I have an app, and I'd like to redirect the users to different pages based on where they are navigating from.

If navigating from web clip, do not redirect. If navigating from mobile Safari, redirect to safari.aspx. If navigating from anywhere else, redirect to unavailable.aspx

I was able to use iPhone WebApps, is there a way to detect how it was loaded? Home Screen vs Safari? to determine if the user was navigating from a web clip, but I'm having trouble determining if the user navigated from mobile Safari on an iPhone or iPod.

Here's what I have:

if (window.navigator.standalone) {
    // user navigated from web clip, don't redirect
else if (/*logic for mobile Safari*/) {
    //user navigated from mobile Safari, redirect to safari page
    window.location = "safari.aspx";
else {
    //user navigated from some other browser, redirect to unavailable page
    window.location = "unavailable.aspx";

11 Answers 11

up vote 20 down vote accepted

UPDATE: This is a very old answer and I cannot delete it because the answer is accepted. Check unwitting's answer below for a better solution.

You should be able to check for the "iPad" or "iPhone" substring in the user agent string:

var userAgent = window.navigator.userAgent;

if (userAgent.match(/iPad/i) || userAgent.match(/iPhone/i)) {
   // iPad or iPhone
else {
   // Anything else
  • 9
    I think it's not. How about different than safari iOS browsers? I think this expression will exclude not only Safari, but all iphone/ipad browsers. – Kamilius Mar 31 '14 at 10:38
  • 13
    this is not the right answer because if I access it from chrome for ios it will return true – Bobby Stenly Jan 14 '15 at 11:09
  • 6
    This doesn't work, because the user could be browsing with Mobile Chrome on iOS, now, and this would still return true even though it's not Mobile Safari. – jangosteve Jan 19 '15 at 17:04
  • 2
    This does not detect if the user is for example using mobile Chrome. And Chrome iOS has a very ancient javascript engine (due to Apple's policy) in comparison to Safari, making some rendering impossible. – Aero Wang Mar 24 '15 at 20:57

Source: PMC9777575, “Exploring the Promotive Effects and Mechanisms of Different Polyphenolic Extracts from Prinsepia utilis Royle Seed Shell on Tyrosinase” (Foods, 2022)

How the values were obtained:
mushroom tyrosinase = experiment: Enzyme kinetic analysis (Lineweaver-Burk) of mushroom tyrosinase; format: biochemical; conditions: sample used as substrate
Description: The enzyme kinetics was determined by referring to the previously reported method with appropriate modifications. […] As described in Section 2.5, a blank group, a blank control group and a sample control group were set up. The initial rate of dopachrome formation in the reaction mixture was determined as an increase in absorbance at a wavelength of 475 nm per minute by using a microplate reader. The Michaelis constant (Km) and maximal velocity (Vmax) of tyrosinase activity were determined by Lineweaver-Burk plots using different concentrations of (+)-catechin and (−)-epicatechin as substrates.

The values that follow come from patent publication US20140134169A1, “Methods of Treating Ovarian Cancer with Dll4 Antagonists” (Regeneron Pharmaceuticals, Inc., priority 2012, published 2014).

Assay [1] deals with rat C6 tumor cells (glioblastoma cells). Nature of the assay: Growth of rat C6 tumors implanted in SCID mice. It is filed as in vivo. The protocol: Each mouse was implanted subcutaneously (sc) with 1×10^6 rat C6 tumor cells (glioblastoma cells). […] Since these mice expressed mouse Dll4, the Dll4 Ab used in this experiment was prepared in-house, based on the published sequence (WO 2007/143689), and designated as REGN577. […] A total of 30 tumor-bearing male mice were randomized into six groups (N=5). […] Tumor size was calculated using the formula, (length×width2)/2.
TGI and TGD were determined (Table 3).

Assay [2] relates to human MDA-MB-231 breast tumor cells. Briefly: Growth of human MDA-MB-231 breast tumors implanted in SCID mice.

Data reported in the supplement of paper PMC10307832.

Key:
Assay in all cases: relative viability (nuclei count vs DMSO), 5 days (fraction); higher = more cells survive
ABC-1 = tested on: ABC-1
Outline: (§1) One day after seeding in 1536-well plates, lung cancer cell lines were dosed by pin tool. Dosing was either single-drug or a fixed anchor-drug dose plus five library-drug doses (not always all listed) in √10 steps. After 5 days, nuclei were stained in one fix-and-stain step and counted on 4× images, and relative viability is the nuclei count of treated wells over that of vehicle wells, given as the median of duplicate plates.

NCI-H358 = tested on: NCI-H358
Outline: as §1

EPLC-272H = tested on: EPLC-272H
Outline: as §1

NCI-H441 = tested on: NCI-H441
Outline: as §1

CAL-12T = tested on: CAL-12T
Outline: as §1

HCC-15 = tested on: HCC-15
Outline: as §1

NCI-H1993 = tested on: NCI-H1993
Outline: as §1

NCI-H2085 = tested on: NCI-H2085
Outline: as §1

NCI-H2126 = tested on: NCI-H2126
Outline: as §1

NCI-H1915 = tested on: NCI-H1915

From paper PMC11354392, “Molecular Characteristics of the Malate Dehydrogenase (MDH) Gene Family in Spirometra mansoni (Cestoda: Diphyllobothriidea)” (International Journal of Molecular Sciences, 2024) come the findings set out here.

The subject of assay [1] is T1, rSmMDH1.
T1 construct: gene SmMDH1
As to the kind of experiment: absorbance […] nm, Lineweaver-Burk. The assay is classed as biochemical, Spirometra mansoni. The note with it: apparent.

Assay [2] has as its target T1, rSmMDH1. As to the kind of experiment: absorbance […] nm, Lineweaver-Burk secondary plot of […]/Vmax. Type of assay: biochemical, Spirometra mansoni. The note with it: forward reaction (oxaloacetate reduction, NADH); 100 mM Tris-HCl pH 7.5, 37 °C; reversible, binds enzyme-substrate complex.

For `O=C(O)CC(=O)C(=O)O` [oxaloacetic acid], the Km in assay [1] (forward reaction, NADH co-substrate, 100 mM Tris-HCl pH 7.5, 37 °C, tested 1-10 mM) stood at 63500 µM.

• 1
    This shouldn't be marked a correct answer as it includes any browser running on iPhone. The question specifically ask to detect mobile safari. – Shashank Jun 21 '17 at 5:35

See https://developer.chrome.com/multidevice/user-agent#chrome_for_ios_user_agent - the user agent strings for Safari on iOS and for Chrome on iOS are inconveniently similar:


Mozilla/5.0 (iPhone; U; CPU iPhone OS 5_1_1 like Mac OS X; en) AppleWebKit/534.46.0 (KHTML, like Gecko) CriOS/19.0.1084.60 Mobile/9B206 Safari/7534.48.3


Mozilla/5.0 (iPhone; U; CPU like Mac OS X; en) AppleWebKit/420+ (KHTML, like Gecko) Version/3.0 Mobile/1A543 Safari/419.3

Looks like the best approach here is to first of all check for iOS as other answers have suggested and then filter on the stuff that makes the Safari UA unique, which I would suggest is best accomplished with "is AppleWebKit and is not CriOS":

var ua = window.navigator.userAgent;
var iOS = !!ua.match(/iPad/i) || !!ua.match(/iPhone/i);
var webkit = !!ua.match(/WebKit/i);
var iOSSafari = iOS && webkit && !ua.match(/CriOS/i);
  • 2
    It's a very good answer. I don't know why this isn't the right answer... – fabricioflores Apr 22 '15 at 20:22
  • 1
    @fabricioflores c'est la vie :( – unwitting Apr 24 '15 at 10:34
  • 4
    +1 The only answer here that covered all the specs. I would just change the iOS test regex to /iP(ad|hone)/i so you don't need the or. – sareed Oct 8 '15 at 15:04
  • 1
    @sareed I always found it astoundingly satisfying to be able to regex iP(ad|od|hone) – unwitting Oct 30 '15 at 10:31
  • 6
    Stupid Opera on iOS would still pass true on the code above, so I changed the last line to this: var iOSSafari = iOS && webkit && !ua.match(/CriOS/i) && !ua.match(/OPiOS/i); – Hooman Askari Nov 16 '15 at 10:27

best practice is:

function isMobileSafari() {
    return navigator.userAgent.match(/(iPod|iPhone|iPad)/) && navigator.userAgent.match(/AppleWebKit/)
  • 24
    That would also match for Chrome iOS :( stackoverflow.com/a/13808053/668157 – httpete Apr 15 '13 at 16:25
  • This detects mobile chrome as well. – sean Jul 8 '15 at 19:32
  • How should we differentiate between iOS Safari and iOS Chrome then? Any ideas? – Burak Karakuş Feb 11 '16 at 10:00
  • these two regexes can easily be combined – antoine129 Sep 29 '16 at 14:23
  • this matches Desktop Safari too. – antoine129 Sep 29 '16 at 14:27

Falling code only find mobile safari and nothing else (except dolphin and other small browsers)

  (/(iPad|iPhone|iPod)/gi).test(userAgent) &&
  !(/CriOS/).test(userAgent) &&
  !(/FxiOS/).test(userAgent) &&
  !(/OPiOS/).test(userAgent) &&
  • This is the only one that differentiates Firefox and Opera on iOS. – nord-stream Jul 21 '16 at 12:22